15 Repair of Mutations Proofreading by DNA polymerase III Photoactivation or light repair by DNA photolyase Excision repair by DNA polymerase I and ligase.

16 DNA Recombination Horizontal gene transfer:  Transformation (chromosomal DNA fragments)  Conjugation (plasmids)  Transduction (bacterial viruses)

17 Transformation Transfer of “naked” DNA. Griffith worked with Streptococcus pneumoniae  Encapsulated: smooth colony appearance (S), virulent  Lacking a capsule: rough colony appearance (R), non-virulent Dead virulent bacteria were able to “transform” live non-virulent bacteria

18 The Transforming Principle Dies Survives Effect Cell Type No capsule LiveR strain (b) Rough (R) Strain of Colony Effect Dies (a) Smooth (S) Strain of Colony Cell Type Capsule LiveS strain (c) Heat-killed S strain Survives (d) Heat-killed S strain Live R strain Live S and R strains isolated from dead mouse

19 Competence Non-specific ability to take up exogenous soluble fragments of DNA Some bacteria are always naturally competent Others regulate competence Still others need to be coaxed – Calcium chloride, chemicals, heat-shock, or electroporation

20 Sex pilus contracts, bringing cells together. F factor Bacterial chromosome Physical Conjugation Sex pilus makes contact with F* recipient cell. F+F+ F–F– F+F+ F–F– Conjugation Plasmid-directed transfer of plasmid DNA Requires cell contact via pilus

21 F Factor Donor (F + ) cell makes a copy of the F factor F factor is transferred into the recipient (F + ) cell via pilus Medical importance: R factors transfer resistance to antibiotics

22 Hfr Strains High frequency of recombination Integrated F factor (episome) Conjugal transfer Incorporation of new genes into the chromosome Used earlier to map the genome.

23 Transduction Bacterial virus (bacteriophage) serves as the carrier of DNA from the donor cell to a recipient cell Generalized transduction Specialized transduction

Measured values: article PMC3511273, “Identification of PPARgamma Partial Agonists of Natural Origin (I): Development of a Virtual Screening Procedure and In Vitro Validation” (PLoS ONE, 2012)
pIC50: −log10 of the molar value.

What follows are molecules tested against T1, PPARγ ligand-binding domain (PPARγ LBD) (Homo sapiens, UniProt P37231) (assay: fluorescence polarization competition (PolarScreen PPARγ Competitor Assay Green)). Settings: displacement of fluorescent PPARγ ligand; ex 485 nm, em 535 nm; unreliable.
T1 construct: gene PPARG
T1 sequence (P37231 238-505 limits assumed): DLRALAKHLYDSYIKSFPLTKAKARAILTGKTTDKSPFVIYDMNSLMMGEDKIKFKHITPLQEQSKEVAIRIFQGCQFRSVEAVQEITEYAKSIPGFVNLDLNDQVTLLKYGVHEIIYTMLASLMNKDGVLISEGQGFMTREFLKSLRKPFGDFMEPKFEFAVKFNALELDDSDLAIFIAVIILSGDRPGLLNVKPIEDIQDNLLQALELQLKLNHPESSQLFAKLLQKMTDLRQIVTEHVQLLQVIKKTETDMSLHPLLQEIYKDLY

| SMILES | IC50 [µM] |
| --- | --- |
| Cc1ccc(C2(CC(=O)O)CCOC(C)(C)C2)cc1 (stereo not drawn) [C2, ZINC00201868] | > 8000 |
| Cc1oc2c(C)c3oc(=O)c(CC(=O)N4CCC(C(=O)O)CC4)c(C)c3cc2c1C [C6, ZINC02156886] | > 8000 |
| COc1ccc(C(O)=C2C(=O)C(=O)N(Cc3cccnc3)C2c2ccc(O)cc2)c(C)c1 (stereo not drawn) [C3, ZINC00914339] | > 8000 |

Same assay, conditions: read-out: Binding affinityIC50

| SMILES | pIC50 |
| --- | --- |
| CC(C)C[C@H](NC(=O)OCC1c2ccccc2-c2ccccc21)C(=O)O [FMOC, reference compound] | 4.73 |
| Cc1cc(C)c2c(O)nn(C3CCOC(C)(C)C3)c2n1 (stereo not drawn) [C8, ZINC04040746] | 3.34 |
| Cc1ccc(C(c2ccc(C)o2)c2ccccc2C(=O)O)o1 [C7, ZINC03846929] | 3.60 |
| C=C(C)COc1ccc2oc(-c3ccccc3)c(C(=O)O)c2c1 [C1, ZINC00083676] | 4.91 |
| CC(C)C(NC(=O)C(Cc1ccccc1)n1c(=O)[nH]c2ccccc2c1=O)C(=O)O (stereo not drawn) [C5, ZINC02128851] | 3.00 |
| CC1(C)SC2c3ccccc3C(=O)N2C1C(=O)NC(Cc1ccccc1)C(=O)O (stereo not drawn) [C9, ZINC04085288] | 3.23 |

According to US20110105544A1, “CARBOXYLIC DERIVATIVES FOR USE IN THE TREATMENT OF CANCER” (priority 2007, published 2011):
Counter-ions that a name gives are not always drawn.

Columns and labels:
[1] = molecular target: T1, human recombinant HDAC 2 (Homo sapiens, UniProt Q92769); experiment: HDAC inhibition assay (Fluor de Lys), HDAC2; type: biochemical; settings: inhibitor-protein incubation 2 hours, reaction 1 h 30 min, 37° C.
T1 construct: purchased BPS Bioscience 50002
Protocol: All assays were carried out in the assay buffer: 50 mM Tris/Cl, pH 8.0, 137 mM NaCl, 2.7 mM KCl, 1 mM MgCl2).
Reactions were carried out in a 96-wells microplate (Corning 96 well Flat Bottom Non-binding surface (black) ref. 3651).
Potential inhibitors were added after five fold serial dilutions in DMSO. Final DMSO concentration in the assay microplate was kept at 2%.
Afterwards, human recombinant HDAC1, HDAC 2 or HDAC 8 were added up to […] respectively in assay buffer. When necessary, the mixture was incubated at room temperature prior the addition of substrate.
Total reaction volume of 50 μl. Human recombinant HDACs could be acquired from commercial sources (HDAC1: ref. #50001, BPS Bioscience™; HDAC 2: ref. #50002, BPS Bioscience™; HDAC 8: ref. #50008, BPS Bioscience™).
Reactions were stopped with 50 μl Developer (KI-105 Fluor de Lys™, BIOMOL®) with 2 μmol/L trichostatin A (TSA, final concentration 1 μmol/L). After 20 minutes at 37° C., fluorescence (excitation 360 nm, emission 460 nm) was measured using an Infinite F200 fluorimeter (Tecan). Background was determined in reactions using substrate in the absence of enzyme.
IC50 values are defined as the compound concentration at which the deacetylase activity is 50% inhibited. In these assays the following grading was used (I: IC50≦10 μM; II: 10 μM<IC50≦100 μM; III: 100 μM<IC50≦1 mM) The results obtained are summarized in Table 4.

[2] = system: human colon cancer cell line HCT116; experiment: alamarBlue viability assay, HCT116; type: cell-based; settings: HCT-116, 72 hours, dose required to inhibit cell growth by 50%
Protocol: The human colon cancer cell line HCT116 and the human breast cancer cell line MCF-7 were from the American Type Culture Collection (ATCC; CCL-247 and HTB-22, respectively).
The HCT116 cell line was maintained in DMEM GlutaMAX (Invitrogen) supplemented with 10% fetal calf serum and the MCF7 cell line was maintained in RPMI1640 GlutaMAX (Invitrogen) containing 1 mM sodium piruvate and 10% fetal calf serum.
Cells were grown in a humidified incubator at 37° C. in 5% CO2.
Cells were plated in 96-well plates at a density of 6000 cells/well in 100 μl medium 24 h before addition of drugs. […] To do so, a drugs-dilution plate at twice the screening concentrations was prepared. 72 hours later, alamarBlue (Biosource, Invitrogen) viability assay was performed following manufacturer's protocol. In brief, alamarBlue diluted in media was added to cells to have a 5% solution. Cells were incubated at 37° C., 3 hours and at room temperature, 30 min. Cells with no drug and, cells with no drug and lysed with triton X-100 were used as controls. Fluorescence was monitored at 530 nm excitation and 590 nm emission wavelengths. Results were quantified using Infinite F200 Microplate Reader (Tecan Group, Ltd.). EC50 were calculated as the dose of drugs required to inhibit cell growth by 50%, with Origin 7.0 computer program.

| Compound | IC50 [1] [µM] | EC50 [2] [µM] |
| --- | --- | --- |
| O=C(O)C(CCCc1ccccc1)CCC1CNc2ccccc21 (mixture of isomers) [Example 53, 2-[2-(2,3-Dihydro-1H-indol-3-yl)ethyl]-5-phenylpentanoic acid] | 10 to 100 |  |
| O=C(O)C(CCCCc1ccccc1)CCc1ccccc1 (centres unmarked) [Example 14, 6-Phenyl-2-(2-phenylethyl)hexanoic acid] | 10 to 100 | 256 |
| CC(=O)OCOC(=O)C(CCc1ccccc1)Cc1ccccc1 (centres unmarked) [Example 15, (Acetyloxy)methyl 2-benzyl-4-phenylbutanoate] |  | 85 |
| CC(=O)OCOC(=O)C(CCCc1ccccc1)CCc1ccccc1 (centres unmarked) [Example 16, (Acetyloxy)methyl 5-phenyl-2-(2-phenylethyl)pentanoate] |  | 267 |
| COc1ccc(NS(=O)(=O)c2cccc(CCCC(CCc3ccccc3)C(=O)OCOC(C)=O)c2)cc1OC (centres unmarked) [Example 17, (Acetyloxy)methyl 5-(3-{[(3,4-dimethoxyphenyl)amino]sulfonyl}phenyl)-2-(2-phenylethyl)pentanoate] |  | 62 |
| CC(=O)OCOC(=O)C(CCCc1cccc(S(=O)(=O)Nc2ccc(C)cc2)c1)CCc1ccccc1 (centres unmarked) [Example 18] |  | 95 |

24 Generalized Transduction Phage injects its DNA into a cell Phage DNA serves as a template for new phage DNA and protein synthesis Packaging of a random fragment of bacterial DNA, and transfer to newly infected bacterial cells

25 Specialized Transduction Only certain genes transferred. Medical importance: toxins of Corynebacteria diphtheriae, Clostridium spp., and Streptococcus pyogenes are transferred by specialized transduction

26 Telling Them Apart Transformation – involves competency, transfers naked DNA (chromosomal or plasmid) Conjugation - involves cell contact through a pilus, transfers plasmid DNA Transduction - involves bacteriophage, transfers chromosomal DNA (specific or non-specific) DNase sensitivity (transformation) 0.2 µm membranes (conjugation)

27 Transposons Jumping genes Mobile genetic elements Move from place to place in the genome, plasmids, and viral genomes Disrupt genes when they land May mobilize other genes (like antibiotic resistance) (1) (2)(4)(3) Copyright © The McGraw-Hill Companies, Inc. Permission required for reproduction or display.

28 Pathogenicity Islands Found in pathogens, improve pathogenicity:  Yersinia pestis: ability to scavenge iron  Staphylococcus aureus: ability to produce exotoxin Discovered because of the different G+C concentration and presence of bacteriophage or transpozon sequences.